[0040] As described above, the present invention provides the manufacturing method for the bipolar gate CMOS semiconductor device, in which the N-type region is selectively formed in the polycrystalline silicon constituting the gate electrode through the predeposition using as the mask the insulating film, after which the insulating film is removed to implant the P-type impurity ions into the entire surface, whereby the semiconductor device can be provided at a low cost with the stable element characteristics.

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US7892547 *Apr 9, 2009Feb 22, 2011Immunomedics, Inc.Methods and compositions for administering therapeutic and diagnostic agents
US8097252 *Jan 6, 2011Jan 17, 2012Immunomedics, Inc.Methods and compositions for administering therapeutic and diagnostic agents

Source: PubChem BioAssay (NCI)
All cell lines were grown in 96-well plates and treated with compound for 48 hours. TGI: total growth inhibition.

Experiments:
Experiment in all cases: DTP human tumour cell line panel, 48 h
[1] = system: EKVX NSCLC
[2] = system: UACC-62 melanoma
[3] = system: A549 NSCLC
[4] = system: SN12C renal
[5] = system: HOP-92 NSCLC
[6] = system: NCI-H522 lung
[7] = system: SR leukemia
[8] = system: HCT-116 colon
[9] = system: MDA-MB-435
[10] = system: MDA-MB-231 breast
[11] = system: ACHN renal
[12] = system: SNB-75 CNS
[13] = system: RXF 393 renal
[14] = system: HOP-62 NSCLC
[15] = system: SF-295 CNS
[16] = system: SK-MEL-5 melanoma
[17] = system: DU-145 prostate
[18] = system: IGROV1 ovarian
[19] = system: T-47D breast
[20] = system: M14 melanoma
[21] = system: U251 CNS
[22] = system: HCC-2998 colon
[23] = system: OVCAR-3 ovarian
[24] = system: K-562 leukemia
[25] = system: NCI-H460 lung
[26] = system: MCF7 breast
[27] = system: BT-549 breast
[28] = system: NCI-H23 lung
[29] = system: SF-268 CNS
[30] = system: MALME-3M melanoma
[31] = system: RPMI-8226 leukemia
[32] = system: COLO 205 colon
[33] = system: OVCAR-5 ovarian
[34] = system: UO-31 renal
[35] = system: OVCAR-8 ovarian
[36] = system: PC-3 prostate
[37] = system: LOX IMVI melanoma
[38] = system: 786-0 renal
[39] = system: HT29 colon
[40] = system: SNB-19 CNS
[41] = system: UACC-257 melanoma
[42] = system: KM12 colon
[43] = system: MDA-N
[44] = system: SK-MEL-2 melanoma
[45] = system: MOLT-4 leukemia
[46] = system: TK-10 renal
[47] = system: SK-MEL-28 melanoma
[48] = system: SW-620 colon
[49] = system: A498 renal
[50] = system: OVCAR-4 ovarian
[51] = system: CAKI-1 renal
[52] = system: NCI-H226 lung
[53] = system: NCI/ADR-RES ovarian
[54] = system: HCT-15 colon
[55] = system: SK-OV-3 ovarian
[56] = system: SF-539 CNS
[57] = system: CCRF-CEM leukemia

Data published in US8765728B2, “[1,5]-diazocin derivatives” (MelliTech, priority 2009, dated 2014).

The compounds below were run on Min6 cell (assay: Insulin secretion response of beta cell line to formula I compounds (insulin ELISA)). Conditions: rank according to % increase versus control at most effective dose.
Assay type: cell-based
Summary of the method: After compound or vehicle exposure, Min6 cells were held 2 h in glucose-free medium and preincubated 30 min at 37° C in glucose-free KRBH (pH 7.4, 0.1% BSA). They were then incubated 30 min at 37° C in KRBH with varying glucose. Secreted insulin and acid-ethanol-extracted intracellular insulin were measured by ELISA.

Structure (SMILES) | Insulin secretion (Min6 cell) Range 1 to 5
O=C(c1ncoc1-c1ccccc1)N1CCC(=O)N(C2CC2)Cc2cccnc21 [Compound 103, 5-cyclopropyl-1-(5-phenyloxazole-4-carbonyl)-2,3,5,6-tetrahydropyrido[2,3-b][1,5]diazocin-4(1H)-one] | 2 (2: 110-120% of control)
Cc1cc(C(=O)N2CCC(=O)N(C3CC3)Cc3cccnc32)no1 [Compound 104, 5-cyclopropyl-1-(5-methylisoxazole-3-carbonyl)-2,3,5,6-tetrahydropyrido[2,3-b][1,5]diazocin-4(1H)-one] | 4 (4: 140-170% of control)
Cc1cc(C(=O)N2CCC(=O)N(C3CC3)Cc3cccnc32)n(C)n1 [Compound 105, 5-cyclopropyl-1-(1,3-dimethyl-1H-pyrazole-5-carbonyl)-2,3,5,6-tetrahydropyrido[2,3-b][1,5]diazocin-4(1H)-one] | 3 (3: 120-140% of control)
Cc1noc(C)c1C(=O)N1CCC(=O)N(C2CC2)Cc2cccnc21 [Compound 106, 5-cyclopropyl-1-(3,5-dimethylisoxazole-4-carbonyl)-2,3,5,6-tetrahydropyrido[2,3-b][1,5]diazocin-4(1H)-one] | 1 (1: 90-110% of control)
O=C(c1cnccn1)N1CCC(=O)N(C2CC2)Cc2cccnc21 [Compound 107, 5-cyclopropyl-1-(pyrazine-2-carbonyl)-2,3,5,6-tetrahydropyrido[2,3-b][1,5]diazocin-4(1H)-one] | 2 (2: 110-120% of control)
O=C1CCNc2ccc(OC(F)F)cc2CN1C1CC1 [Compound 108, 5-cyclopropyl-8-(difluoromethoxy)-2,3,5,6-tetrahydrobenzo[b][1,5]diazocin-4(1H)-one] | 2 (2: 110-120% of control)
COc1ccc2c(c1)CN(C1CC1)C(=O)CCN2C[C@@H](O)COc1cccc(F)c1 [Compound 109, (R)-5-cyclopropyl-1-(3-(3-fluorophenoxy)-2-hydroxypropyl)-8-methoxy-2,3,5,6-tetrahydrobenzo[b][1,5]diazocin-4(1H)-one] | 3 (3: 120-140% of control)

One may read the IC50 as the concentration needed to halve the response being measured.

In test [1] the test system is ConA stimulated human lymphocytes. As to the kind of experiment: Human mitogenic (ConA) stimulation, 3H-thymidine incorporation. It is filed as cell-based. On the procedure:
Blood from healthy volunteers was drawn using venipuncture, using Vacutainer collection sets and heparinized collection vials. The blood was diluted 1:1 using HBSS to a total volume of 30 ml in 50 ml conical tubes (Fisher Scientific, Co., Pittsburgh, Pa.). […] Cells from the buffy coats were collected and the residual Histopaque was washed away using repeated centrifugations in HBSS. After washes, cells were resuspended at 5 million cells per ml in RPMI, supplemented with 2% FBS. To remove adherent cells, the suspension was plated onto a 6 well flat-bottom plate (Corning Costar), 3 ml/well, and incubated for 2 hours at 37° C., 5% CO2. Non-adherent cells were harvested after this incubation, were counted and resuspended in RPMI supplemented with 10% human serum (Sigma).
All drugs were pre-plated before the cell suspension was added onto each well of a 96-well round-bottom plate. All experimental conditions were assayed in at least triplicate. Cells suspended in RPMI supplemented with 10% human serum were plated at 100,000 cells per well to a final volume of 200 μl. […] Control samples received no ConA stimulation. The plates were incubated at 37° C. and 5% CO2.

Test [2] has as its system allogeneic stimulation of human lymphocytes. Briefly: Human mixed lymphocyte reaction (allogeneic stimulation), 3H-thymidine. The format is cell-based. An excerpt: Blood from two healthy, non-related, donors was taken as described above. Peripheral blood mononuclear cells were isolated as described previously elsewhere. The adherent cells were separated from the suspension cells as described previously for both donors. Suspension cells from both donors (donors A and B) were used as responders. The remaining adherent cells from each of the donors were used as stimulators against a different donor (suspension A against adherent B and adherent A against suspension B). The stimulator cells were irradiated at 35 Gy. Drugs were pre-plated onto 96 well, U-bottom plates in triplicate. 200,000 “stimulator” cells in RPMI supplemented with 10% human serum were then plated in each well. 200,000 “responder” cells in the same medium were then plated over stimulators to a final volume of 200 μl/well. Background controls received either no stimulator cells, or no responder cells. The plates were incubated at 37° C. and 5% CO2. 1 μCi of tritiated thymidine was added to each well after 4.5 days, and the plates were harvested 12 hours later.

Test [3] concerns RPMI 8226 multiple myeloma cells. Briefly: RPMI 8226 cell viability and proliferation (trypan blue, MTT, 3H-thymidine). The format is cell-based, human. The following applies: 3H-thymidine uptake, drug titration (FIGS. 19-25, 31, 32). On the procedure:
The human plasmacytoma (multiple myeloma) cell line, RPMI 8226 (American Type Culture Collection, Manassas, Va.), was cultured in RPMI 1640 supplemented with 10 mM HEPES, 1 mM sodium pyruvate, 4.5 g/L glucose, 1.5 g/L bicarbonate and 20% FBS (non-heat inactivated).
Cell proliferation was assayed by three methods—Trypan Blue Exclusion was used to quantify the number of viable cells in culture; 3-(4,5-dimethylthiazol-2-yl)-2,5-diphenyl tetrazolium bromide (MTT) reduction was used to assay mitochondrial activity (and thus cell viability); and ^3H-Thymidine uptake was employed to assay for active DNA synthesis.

US8497205 *Dec 29, 2011Jul 30, 2013Kabushiki Kaisha ToshibaSemiconductor device manufacturing method, wiring and semiconductor device
US20120164811 *Dec 29, 2011Jun 28, 2012Kabushiki Kaisha ToshibaSemiconductor device manufacturing method, wiring and semiconductor device
Classifications
U.S. Classification438/197, 257/E21.637
International ClassificationH01L21/28, H01L21/8238, H01L29/49, H01L29/423, H01L27/092
Cooperative ClassificationH01L21/823842
European ClassificationH01L21/8238G4
Legal Events
DateCodeEventDescription
Sep 19, 2012FPAYFee payment
Year of fee payment: 8
Sep 24, 2008FPAYFee payment
Year of fee payment: 4
Mar 7, 2005ASAssignment
Owner name: SEIKO INSTRUMENTS INC., JAPAN
Free format text: ASSIGNMENT OF ASSIGNORS INTEREST;ASSIGNOR:OSANAI, JUN;REEL/FRAME:016330/0465
Effective date: 20050208
Owner name: SEIKO INSTRUMENTS INC. 8, NAKASE 1-CHOME, MIHAMA-K
Free format text: ASSIGNMENT OF ASSIGNORS INTEREST;ASSIGNOR:OSANAI, JUN /AR;REEL/FRAME:016330/0465